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Those Famous Robert Johnson Recordings in Dallas: Have We Been Hearing Them Wrong?

by Jerome Weeks 10 Jun 2010 12:00 PM

A British music writer has picked up an old rumor — that all this time, the recordings blues pioneer Robert Johnson made in Texas in the ’30s have been played too fast.


British music writer Jon Wilde picked up on an old rumor for his Guardian blog — that the 29 recordings blues pioneer Robert Johnson made in 1936 in San Antonio and in 1937 in Dallas at 508 Park Avenue have actually been played too fast. His post took off, partly because netsters had been putting up slowed-down versions and debating them for several years now.

Johnson tells WNYC’s Soundcheck that he actually put off investigating or writing about the theory because, as he says, he was horrified that he may have been misled by something so close to his heart. “It’s rather like hearing Citizen Kane was originally shot in color and we’ve been watching it wrong all these years.”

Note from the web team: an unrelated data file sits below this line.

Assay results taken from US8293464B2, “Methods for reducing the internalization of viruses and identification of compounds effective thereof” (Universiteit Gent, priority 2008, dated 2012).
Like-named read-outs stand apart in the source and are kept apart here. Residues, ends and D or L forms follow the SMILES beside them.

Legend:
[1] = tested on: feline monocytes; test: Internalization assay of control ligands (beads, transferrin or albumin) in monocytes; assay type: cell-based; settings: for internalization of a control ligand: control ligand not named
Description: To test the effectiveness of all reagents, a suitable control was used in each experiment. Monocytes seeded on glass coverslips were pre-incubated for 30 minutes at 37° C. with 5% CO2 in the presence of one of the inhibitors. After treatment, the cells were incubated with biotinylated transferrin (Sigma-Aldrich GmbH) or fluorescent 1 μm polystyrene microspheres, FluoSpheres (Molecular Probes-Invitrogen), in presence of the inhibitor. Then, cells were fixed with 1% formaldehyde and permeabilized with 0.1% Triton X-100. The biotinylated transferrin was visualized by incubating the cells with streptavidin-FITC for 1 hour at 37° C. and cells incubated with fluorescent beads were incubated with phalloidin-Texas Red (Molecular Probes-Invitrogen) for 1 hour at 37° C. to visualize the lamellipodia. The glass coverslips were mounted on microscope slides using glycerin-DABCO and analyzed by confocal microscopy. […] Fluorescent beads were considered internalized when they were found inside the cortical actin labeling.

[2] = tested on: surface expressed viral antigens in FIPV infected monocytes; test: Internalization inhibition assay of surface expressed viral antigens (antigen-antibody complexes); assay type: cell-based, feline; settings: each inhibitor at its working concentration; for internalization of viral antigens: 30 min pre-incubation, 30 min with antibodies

After a few listens, he says, “I wouldn’t say I’m absolutely convinced. But this isn’t about absolutes … Maybe there is a point.”

In his blog post, Wilde writes, “the common consensus among musicologists is that we’ve been listening to Johnson at least 20% too fast” — that “the recordings were accidentally speeded up when first committed to 78 [rpm], or else were deliberately speeded up to make them sound more exciting.” But as the Wikipedia entry on the controversy notes, Wilde “does not give a source for this statement.”

Wikipedia goes on,  however, quoting former Sony music executive Lawrence Cohn, who won a Grammy for the label’s 1991 reissue of Johnson’s works. He acknowledges “there’s a possibility Johnson’s 1936-37 recordings were speeded up, since the OKeh/Vocalion family of labels, which originally issued the material, was ‘notorious’ for altering the speed of its releases. ‘Sometimes it was 78 rpms, sometimes it was 81 rpms,’ he says. It’s impossible to check the original sources, since the metal stampers used to duplicate the original 78 discs disappeared years ago.”

In fact, other recording artists’ works have been released or re-mastered at the wrong tempo — including, Wilde says, the Rolling Stones and the Doors, and the artists only realized this later.

But Elijah Wald, author of Escaping the Delta: Robert Johnson and the Invention of the Blues, comments on the Soundcheck report, saying that when he wrote his book, he was familiar with this theory, and there’s no truth to it.